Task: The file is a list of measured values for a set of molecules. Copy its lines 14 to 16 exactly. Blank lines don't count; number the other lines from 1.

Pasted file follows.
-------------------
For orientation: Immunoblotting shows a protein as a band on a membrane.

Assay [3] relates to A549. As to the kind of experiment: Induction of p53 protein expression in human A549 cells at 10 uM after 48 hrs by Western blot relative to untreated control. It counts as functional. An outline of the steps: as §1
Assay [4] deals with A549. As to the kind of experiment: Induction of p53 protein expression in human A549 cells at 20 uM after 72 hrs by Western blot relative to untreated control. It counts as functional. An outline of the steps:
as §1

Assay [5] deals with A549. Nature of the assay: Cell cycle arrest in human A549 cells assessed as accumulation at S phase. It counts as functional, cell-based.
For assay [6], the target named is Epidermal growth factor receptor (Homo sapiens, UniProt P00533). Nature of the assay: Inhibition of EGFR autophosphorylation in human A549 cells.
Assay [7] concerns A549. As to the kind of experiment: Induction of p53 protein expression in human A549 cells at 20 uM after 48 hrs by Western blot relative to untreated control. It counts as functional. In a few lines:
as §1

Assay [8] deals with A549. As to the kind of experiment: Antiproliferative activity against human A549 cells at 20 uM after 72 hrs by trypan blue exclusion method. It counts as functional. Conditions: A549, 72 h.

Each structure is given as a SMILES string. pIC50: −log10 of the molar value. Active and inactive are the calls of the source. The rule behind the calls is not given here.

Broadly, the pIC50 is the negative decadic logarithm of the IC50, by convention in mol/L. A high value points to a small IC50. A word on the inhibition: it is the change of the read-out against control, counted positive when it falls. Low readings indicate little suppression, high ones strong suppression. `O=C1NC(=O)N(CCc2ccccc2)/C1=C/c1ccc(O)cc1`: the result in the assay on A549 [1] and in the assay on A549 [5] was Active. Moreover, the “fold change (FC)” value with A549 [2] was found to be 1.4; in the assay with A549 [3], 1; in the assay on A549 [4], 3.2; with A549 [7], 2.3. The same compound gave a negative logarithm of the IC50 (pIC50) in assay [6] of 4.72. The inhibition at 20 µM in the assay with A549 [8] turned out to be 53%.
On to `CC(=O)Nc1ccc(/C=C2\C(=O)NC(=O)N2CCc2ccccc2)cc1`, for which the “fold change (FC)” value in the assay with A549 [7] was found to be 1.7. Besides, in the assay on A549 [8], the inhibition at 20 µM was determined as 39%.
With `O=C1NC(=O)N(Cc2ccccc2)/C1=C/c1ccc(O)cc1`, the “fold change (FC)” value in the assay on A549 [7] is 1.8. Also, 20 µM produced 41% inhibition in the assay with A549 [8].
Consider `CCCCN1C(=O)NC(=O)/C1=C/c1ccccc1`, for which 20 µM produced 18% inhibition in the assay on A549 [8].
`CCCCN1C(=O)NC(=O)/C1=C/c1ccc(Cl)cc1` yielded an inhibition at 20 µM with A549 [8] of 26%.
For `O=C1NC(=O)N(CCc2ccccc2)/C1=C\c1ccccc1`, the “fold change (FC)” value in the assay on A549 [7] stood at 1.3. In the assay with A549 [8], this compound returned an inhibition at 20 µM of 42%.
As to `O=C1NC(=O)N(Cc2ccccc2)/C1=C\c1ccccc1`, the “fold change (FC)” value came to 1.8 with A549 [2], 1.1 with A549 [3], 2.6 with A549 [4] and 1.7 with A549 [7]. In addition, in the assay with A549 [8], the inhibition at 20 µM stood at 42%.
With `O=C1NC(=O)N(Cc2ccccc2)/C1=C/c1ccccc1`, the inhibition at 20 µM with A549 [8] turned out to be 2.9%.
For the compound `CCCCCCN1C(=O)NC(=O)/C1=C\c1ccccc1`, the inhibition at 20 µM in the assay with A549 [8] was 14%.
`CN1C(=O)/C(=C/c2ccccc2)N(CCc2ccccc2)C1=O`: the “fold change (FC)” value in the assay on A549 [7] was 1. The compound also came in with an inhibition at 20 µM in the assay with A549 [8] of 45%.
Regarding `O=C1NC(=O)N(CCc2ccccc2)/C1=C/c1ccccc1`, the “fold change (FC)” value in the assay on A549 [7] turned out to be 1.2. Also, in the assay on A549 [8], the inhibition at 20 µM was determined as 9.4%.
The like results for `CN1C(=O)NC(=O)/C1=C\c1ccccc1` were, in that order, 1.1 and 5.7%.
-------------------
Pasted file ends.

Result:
Consider `CCCCN1C(=O)NC(=O)/C1=C/c1ccccc1`, for which 20 µM produced 18% inhibition in the assay on A549 [8].
`CCCCN1C(=O)NC(=O)/C1=C/c1ccc(Cl)cc1` yielded an inhibition at 20 µM with A549 [8] of 26%.
For `O=C1NC(=O)N(CCc2ccccc2)/C1=C\c1ccccc1`, the “fold change (FC)” value in the assay on A549 [7] stood at 1.3. In the assay with A549 [8], this compound returned an inhibition at 20 µM of 42%.